After Shaun instructs you on how to enter contests to win prize money, it’s time to start the snowboarding. If you are expecting the game to get better at this point, you’re going to be disappointed because it does not. The game plays rough, and to even stand a remote chance of being successful, you need to have gone through the tutorial. After cruising down the slope a time or two and heading back up on the lifts, you will start to understand the game a little better, but the frustrations will keep up as you continue. The real fun begins when you decide to get on the chopper to head to some bigger mountains. Online multiplayer allows you to progress through the story just as you would during the single player experience. In some cases you might find it more enjoyable competing to unlock things against friends online than playing against computer AI offline, but if you have already played through the story by yourself, there is no incentive to play through with someone else.

One of the most frustrating things about the game is the control setup, because Ubisoft seem to be trying to combine a Tony Hawk style control scheme with Skate. The jump button on the game is your right trigger, while this might seem like a good idea, it is not. The button is not as responsive as you would like it to be so you will find yourself crashing into polls, trees, or not getting the height off a jump that you would like. The tricks are done with the right analog stick and work decently, but the game feels like the buttons would have been better designated for completing tricks. You will find yourself getting tired of trying to complete combos that just are downright hard to pull off because of the choices the development team made in the control scheme. 

There are a lot of glitches that you may notice in the game. At one point in my play-through, I noticed that after unsuccessfully trying to jump a cliff, I fell down into an area that should have triggered the game to bring me back to the top, but was instead stuck in this sort of retro music video atmosphere and had to select the map to get out. The frame rate throughout the game is also choppy, making for that bumpy ride I referred to earlier.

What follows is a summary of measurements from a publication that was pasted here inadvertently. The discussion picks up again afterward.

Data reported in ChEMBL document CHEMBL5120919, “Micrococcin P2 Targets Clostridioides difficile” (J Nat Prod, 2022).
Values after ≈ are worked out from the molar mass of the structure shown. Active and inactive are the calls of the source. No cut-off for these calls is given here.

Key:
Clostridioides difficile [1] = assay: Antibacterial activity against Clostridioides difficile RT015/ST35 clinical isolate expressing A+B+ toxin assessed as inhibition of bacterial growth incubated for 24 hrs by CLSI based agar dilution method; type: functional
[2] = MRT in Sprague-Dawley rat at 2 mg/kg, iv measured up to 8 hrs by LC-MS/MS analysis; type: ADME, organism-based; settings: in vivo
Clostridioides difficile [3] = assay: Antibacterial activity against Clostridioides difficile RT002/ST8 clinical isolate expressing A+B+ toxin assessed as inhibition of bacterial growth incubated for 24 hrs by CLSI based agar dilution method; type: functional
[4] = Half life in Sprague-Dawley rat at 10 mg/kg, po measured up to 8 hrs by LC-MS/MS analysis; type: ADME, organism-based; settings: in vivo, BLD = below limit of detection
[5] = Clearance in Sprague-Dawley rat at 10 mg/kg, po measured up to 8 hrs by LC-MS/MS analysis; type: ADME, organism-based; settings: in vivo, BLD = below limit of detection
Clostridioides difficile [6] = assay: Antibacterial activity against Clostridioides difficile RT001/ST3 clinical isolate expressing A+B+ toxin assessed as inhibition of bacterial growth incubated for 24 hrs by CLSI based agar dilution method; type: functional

The game’s graphics can look very nice at times, but can be a bit of a mess at others. One of the bright spots is the game looks expansive. The team at Ubisoft did a great job at capturing the essence of being up on a mountain and seeing more snow covered mountains across the valley that seem to go on forever. The character models look okay in action but ugly up close, with poor texture mapping. Shaun White just looks goofy in the game. The rest of the game looks pretty decent as you descend down the hill, but there’s nothing that will make you jump out of your seat to marvel at the team’s visual accomplishments.

The game is fun for a short while if all you are doing is going up and down the mountains. If you spend the time to perfect your jumps, then the game might have a decent amount of content to keep you busy. The story takes about 4-6 hours to play through, although the game is an open world and does give you the chance to explore a bit. If you really enjoy your experience you might cruise through again to collect more cash to upgrade gear, but I’m betting that if you make it through once, you will pat yourself on the back and call it a day.

Shaun White Snowboarding has some good qualities, but all of the bugs and the poor choice in control scheme make this an average outing for the masterful Shaun White. If you are looking for a great snowboarding game, this isn’t the one–at least not until it gets a price drop.

Author: TGRStaff